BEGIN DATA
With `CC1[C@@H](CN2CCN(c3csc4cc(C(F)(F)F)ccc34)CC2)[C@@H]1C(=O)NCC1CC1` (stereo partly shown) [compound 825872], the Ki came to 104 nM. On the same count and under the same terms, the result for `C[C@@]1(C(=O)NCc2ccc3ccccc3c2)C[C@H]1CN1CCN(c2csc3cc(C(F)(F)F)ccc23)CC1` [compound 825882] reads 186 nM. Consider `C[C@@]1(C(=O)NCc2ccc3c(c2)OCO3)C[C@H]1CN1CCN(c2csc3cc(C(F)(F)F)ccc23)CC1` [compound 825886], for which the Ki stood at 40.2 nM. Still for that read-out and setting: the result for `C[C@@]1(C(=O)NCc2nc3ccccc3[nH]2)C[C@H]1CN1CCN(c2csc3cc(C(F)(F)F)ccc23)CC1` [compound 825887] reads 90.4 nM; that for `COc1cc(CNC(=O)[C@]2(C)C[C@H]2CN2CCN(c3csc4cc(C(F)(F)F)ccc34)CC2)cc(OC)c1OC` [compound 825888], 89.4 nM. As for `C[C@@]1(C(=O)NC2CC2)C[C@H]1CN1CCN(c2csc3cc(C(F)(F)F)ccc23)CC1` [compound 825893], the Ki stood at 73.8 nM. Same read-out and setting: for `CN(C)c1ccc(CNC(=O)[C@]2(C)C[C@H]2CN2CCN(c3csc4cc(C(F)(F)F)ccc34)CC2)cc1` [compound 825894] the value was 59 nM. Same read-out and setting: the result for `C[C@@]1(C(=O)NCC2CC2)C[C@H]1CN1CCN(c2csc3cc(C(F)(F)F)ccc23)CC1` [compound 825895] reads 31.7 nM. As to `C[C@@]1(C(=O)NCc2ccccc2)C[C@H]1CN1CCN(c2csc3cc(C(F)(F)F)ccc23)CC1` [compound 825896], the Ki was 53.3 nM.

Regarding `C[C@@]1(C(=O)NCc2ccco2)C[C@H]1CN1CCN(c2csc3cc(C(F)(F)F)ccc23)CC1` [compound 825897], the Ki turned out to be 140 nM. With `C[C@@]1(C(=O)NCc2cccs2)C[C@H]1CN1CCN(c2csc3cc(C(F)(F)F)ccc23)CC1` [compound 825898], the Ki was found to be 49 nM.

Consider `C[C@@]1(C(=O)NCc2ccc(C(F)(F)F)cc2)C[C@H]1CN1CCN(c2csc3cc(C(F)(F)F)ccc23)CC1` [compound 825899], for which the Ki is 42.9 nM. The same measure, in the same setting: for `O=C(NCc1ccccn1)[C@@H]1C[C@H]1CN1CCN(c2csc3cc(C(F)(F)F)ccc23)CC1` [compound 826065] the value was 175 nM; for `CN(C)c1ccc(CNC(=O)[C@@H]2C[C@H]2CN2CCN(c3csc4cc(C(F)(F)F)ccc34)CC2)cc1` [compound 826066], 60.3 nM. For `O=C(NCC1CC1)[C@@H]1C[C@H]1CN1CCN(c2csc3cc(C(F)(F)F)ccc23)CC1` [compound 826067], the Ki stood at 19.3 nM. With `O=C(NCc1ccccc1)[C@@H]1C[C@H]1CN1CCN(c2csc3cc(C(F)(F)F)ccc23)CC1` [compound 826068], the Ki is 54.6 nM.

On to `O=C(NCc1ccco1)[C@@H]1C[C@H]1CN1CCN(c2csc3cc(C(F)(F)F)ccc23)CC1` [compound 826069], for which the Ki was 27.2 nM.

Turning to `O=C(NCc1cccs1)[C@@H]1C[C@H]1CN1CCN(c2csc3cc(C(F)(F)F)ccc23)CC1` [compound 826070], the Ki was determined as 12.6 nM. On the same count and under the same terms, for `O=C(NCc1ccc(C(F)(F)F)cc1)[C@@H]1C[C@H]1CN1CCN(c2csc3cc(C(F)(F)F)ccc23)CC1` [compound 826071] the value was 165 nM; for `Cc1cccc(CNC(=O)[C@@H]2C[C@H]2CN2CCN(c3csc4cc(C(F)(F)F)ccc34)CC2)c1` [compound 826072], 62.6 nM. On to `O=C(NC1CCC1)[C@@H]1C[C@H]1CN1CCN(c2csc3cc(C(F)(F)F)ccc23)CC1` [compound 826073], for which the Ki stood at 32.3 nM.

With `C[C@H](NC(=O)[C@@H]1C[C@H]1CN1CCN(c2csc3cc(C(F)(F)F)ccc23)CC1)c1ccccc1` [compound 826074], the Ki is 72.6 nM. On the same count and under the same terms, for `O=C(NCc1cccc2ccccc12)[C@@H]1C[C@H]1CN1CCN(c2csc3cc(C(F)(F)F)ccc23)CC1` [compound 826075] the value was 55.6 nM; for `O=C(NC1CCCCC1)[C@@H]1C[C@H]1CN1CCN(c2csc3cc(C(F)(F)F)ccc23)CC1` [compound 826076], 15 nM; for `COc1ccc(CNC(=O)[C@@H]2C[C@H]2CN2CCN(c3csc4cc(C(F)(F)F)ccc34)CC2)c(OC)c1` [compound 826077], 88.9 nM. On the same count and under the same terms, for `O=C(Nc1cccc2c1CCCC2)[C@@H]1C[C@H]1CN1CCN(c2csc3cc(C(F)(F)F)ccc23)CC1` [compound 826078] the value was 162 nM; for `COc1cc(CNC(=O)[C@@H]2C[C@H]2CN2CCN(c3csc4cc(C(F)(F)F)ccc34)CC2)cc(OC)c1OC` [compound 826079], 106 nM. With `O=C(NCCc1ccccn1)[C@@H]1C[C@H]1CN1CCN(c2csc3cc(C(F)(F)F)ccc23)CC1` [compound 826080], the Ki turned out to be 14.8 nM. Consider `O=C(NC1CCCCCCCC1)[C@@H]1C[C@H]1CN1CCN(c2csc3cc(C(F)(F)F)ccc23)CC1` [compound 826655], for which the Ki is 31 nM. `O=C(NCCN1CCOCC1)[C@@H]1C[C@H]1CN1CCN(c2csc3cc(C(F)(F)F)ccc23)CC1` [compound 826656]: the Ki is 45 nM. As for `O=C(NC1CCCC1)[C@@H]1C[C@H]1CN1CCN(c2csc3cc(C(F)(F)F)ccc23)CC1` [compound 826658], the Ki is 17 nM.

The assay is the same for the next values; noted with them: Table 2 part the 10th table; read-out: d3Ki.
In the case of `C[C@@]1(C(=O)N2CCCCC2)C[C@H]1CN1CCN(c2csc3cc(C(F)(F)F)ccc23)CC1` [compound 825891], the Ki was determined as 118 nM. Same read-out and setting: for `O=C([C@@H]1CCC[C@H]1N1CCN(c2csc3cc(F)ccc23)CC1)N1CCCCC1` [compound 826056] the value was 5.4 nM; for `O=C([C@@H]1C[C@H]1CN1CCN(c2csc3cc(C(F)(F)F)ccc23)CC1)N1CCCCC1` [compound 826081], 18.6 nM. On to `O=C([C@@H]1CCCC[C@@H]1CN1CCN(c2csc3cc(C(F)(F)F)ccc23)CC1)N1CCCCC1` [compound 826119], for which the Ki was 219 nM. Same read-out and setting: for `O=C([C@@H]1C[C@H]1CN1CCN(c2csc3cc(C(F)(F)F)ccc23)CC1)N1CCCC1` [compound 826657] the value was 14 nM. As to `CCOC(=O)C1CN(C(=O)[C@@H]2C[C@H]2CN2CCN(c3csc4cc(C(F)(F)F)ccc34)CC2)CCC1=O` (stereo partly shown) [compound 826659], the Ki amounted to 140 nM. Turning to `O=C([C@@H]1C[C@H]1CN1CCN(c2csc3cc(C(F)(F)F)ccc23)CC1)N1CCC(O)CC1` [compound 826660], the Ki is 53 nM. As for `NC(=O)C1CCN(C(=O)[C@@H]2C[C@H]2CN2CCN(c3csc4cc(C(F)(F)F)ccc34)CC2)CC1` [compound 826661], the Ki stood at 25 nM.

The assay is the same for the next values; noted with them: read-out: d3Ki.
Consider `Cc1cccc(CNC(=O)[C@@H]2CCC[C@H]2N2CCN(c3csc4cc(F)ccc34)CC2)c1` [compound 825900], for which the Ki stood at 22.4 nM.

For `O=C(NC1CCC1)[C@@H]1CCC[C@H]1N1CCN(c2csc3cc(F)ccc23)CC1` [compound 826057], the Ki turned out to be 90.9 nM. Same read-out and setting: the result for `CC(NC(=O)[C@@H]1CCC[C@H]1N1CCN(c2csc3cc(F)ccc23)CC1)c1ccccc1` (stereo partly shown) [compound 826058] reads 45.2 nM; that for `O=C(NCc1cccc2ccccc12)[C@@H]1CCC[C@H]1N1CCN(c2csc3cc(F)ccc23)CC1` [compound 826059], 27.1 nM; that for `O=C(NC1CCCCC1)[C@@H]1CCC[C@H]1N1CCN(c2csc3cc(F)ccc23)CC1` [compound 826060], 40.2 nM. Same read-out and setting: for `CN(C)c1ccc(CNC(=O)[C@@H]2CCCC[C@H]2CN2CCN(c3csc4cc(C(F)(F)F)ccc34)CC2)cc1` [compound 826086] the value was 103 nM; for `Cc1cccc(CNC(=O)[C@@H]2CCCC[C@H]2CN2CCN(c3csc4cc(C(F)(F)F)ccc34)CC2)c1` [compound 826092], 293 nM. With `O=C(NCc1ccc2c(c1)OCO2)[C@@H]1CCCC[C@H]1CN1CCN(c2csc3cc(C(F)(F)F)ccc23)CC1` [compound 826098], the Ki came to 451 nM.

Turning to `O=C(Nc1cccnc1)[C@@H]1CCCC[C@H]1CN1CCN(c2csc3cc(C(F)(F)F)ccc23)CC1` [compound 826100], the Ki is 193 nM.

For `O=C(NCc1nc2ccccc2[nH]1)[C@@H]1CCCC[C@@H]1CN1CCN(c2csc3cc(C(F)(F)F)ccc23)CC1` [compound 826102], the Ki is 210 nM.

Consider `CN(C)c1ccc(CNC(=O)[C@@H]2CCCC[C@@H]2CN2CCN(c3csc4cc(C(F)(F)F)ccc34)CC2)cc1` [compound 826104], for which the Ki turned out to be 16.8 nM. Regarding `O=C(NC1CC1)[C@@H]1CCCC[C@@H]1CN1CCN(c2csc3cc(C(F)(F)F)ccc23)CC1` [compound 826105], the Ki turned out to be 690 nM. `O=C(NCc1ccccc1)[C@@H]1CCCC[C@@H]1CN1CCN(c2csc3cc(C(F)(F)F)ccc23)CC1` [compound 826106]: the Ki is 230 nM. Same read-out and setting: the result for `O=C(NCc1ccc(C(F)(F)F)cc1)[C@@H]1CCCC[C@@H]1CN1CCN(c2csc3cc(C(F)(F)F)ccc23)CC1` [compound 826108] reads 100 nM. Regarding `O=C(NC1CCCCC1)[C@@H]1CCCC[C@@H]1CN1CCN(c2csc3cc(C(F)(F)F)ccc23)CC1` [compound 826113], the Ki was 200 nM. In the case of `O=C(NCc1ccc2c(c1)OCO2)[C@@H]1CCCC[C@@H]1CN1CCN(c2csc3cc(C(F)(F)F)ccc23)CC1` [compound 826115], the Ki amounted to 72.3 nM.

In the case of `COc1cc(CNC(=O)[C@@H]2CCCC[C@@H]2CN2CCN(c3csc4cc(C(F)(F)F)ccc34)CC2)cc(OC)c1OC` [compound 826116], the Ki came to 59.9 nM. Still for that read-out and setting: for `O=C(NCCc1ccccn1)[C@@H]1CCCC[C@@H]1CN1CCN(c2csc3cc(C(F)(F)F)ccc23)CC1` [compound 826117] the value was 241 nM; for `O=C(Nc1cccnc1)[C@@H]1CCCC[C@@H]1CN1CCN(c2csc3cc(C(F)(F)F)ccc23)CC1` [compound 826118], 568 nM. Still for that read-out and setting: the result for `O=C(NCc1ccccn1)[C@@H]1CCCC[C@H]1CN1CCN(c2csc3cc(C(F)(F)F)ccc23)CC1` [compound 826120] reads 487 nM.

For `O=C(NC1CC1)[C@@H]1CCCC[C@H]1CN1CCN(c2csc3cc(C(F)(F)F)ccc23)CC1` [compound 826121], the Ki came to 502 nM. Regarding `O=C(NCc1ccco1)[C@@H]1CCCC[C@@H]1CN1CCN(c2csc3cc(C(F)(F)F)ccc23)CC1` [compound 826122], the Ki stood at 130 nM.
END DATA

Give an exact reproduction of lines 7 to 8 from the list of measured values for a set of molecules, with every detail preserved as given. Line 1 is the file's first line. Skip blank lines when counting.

The assay is the same for the next values; noted with them: Table 2 part the 10th table; read-out: d3Ki.
In the case of `C[C@@]1(C(=O)N2CCCCC2)C[C@H]1CN1CCN(c2csc3cc(C(F)(F)F)ccc23)CC1` [compound 825891], the Ki was determined as 118 nM. Same read-out and setting: for `O=C([C@@H]1CCC[C@H]1N1CCN(c2csc3cc(F)ccc23)CC1)N1CCCCC1` [compound 826056] the value was 5.4 nM; for `O=C([C@@H]1C[C@H]1CN1CCN(c2csc3cc(C(F)(F)F)ccc23)CC1)N1CCCCC1` [compound 826081], 18.6 nM. On to `O=C([C@@H]1CCCC[C@@H]1CN1CCN(c2csc3cc(C(F)(F)F)ccc23)CC1)N1CCCCC1` [compound 826119], for which the Ki was 219 nM. Same read-out and setting: for `O=C([C@@H]1C[C@H]1CN1CCN(c2csc3cc(C(F)(F)F)ccc23)CC1)N1CCCC1` [compound 826657] the value was 14 nM. As to `CCOC(=O)C1CN(C(=O)[C@@H]2C[C@H]2CN2CCN(c3csc4cc(C(F)(F)F)ccc34)CC2)CCC1=O` (stereo partly shown) [compound 826659], the Ki amounted to 140 nM. Turning to `O=C([C@@H]1C[C@H]1CN1CCN(c2csc3cc(C(F)(F)F)ccc23)CC1)N1CCC(O)CC1` [compound 826660], the Ki is 53 nM. As for `NC(=O)C1CCN(C(=O)[C@@H]2C[C@H]2CN2CCN(c3csc4cc(C(F)(F)F)ccc34)CC2)CC1` [compound 826661], the Ki stood at 25 nM.